Kim gets gamed, because the Internet never forgets

21 December 2013 by Steve Blum
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Supreme Leader, we have immutable faith in your shining mastery of Pong.

In Rudyard Kipling’s novel Kim, a teenage boy is trained to be a spy with a memory game. He’s given a brief glimpse of some items, and then has to describe what he remembers. Over the course of many rounds, his powers of observation and memory grow. It’s called Kim’s game.

But as North Korean dictator Kim Jong Un is finding out, the Internet gives everyone a Kiplingesque memory. Following its recent bloody purge, the North Korean government tried to erase nearly all of its past from the Internet by deleting its online propaganda archives.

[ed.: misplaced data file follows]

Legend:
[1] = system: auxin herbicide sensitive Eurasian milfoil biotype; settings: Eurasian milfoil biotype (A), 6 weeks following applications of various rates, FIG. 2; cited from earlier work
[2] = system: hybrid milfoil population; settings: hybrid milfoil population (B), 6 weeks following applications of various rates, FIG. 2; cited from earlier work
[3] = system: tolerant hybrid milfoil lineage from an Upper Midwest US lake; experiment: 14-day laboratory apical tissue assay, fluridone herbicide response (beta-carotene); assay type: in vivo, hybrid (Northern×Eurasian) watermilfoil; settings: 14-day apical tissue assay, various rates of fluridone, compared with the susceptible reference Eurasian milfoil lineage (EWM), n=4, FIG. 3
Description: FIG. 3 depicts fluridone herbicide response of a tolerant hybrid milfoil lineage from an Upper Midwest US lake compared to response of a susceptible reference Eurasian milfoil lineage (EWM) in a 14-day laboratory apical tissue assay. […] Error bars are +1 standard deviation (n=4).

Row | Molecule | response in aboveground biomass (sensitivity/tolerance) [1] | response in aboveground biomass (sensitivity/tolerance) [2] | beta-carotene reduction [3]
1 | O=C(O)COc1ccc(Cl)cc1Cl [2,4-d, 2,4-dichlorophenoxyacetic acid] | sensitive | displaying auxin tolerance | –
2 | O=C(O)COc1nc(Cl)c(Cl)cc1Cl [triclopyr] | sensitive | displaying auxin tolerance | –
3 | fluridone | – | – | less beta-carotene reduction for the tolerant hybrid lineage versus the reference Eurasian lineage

To no avail. Thanks to Frank Feinstein, a pseudonymous New Zealander, the stories had already been downloaded and saved on his KCNA Watch website. He thinks that North Korea’s leadership is trying to stay as far out of the line of sight of search engines as possible…

Feinstein said he could not tell at the moment if the mass-deletion was permanent, but he added: “North Korean websites have recently explored ways to reduce the permanence of their electronic footprint with Google. This, when viewed with other data, suggest it is likely these changes are permanent.”

Feinstein started out scraping and archiving material from North Korea’s official news agency, and soon landed a deal with the NK News website to republish the material to its large and established audience.

It’s futile to try to cover up your virtual tracks, as anyone who’s posted a beer-soaked picture of himself on Facebook knows and the world’s last totalitarian regime is learning. All it takes is one diligent geek in a free land to defeat online oppression.